Law firms -- indeed, most professional services firms -- in North America will be confronted by some formidable challenges between now and the year 2030. Consolidation of the legal market, the emerging dominance of large service providers with national and global capabilities, a continued profitability crunch, and increased competition for professional talent are probably the most obvious threats to continued success. Independent small and midsize firms are the most vulnerable.
The bad news is that these challenges are natural phenomena in the maturation of the markets for professional services. Even worse news is the fact that there is no grand strategy that will work for every firm. Instead, Walker Clark's experience working with law firms of all sizes in more than 65 countries suggests that law firms should collect and master a set of strategic skills -- a strategic survival kit.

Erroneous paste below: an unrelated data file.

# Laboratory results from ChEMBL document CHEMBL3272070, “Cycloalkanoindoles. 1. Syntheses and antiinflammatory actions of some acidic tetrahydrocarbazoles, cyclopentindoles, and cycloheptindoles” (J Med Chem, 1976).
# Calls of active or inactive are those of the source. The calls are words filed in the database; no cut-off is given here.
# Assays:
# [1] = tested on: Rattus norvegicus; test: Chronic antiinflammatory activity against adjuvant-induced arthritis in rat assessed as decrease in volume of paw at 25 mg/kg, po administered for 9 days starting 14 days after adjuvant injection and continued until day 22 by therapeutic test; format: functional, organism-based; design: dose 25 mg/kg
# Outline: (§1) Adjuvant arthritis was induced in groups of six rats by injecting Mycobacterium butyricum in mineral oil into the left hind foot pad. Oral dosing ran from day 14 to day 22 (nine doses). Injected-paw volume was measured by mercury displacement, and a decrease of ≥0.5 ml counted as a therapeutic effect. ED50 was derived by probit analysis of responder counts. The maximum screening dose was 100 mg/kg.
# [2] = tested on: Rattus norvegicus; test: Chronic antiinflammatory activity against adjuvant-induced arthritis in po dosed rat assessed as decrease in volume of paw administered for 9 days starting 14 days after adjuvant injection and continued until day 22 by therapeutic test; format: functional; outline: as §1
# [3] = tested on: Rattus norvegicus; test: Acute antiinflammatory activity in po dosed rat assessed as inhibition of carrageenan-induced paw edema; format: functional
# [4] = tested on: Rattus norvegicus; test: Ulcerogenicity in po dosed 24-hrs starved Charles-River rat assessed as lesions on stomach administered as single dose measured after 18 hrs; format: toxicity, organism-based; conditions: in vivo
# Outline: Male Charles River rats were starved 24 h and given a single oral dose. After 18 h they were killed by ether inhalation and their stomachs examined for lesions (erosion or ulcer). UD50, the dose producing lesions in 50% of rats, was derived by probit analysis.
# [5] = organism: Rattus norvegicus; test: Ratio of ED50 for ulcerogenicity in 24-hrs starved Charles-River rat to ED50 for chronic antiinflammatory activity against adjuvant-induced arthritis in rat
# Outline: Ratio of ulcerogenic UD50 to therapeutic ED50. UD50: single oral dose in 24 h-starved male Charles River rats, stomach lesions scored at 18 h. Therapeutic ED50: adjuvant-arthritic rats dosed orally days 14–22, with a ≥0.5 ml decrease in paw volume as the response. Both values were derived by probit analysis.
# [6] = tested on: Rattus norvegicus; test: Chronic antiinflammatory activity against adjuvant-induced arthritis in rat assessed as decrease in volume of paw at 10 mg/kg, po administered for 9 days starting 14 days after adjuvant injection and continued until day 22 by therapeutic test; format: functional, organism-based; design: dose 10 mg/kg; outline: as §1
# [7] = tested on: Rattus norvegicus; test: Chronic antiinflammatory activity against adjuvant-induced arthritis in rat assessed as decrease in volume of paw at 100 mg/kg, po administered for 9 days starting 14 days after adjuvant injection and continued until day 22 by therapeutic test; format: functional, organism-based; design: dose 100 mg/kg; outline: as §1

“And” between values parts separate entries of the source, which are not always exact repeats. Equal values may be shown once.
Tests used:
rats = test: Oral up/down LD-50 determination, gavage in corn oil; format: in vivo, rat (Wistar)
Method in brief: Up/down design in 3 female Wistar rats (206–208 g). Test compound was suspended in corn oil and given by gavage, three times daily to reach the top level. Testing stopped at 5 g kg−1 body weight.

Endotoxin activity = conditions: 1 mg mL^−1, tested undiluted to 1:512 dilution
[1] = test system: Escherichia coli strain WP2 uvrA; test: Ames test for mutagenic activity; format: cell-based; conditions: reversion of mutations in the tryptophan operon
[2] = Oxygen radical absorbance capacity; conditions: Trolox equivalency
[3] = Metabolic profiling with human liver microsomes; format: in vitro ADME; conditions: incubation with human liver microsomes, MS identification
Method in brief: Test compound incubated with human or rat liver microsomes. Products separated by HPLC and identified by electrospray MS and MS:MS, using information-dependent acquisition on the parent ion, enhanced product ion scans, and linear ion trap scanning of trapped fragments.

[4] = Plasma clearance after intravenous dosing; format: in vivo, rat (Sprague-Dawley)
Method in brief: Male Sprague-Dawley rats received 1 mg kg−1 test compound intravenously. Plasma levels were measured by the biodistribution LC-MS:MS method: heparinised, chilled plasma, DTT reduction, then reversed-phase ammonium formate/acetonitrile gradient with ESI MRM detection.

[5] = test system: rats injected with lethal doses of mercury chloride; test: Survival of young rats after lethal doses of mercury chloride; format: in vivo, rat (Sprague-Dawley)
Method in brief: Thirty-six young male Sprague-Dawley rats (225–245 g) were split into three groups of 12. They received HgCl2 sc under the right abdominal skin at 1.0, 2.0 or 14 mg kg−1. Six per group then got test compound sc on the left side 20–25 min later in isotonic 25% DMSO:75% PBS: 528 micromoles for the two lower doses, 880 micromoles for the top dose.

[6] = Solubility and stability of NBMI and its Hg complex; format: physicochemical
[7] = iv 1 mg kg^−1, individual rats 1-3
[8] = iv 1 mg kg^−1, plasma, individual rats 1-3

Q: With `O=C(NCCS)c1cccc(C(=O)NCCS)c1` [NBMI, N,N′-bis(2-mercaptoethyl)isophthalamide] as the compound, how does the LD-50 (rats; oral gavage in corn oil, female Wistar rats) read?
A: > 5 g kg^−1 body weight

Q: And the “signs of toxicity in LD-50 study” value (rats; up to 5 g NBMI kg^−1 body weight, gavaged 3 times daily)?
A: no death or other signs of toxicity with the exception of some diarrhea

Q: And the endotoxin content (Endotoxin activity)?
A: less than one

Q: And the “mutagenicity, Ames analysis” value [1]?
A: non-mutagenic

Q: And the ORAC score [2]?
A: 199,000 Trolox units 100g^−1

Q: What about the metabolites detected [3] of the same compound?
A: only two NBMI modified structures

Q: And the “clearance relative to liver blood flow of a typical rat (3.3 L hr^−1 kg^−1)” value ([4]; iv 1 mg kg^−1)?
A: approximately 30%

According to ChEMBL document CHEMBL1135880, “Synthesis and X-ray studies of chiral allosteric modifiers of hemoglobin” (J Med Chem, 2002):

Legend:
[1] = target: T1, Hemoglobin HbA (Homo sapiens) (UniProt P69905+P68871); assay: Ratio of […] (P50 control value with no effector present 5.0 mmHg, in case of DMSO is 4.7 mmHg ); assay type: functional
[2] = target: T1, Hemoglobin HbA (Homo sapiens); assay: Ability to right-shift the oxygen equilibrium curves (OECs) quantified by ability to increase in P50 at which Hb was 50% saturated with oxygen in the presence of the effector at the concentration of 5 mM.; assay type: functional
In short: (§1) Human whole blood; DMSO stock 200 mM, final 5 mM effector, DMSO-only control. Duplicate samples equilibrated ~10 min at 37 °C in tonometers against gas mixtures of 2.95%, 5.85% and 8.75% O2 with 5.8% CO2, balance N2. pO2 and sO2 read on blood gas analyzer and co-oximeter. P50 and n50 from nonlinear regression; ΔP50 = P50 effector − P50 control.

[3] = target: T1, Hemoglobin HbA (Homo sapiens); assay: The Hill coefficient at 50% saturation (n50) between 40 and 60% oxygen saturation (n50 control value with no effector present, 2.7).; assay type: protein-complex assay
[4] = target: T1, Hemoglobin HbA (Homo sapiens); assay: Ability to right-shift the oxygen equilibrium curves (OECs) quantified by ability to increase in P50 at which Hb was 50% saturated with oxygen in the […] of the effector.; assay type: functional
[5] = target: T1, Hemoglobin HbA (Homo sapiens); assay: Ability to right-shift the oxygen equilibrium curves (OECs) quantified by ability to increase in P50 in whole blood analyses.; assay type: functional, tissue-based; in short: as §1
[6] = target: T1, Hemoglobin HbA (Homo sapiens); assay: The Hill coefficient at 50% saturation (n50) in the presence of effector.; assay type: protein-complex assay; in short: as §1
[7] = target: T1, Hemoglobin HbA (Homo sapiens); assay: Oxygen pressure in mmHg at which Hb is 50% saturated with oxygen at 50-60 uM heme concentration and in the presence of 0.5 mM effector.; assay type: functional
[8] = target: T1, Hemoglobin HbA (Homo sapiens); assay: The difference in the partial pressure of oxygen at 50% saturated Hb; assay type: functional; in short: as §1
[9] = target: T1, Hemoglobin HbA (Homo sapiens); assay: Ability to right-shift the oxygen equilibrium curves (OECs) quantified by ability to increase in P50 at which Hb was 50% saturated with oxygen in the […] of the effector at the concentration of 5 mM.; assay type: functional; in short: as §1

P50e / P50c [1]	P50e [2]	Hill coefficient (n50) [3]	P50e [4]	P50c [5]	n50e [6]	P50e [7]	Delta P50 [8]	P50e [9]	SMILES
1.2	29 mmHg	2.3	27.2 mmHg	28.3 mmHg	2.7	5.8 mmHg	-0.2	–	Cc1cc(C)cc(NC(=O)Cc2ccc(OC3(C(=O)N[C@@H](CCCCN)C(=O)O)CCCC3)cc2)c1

As you assemble the "survival kit" for your firm, consider whether you have mastered these tools, or, indeed, whether you have them at all. Here are seven examples, in the form of questions that every partner or owner of a law firm should ask. They are not listed in order of priority, because their relative importance is firm-specific; but we have found each one to be especially relevant and important in North America:
- Do your partners make serious investments of time and money in developing and retaining your best associates?
- Do you understand the hidden factors that prevent you from being more profitable in a changing market?
- Do you know the specific things that you as a partner must do to lead and manage change in your organization?
- Do you have client relations and market intelligence methods that allow you to anticipate and plan for changes in client expectations?
- Do your partners focus on work that produces the best return on the investment of their time?
- Can you explain, in clear, relevant, and demonstrable terms, how your firm is better than your competitors?
- Does everyone in your firm understand the specific implications of globalization for the markets in which you compete and the clients that you want to serve?
Before you answer "yes" to each of these questions, look around your firm. To what extent do you see unequivocal evidence that you have these seven tools in your firm's "survival kit" and that people are actually using them?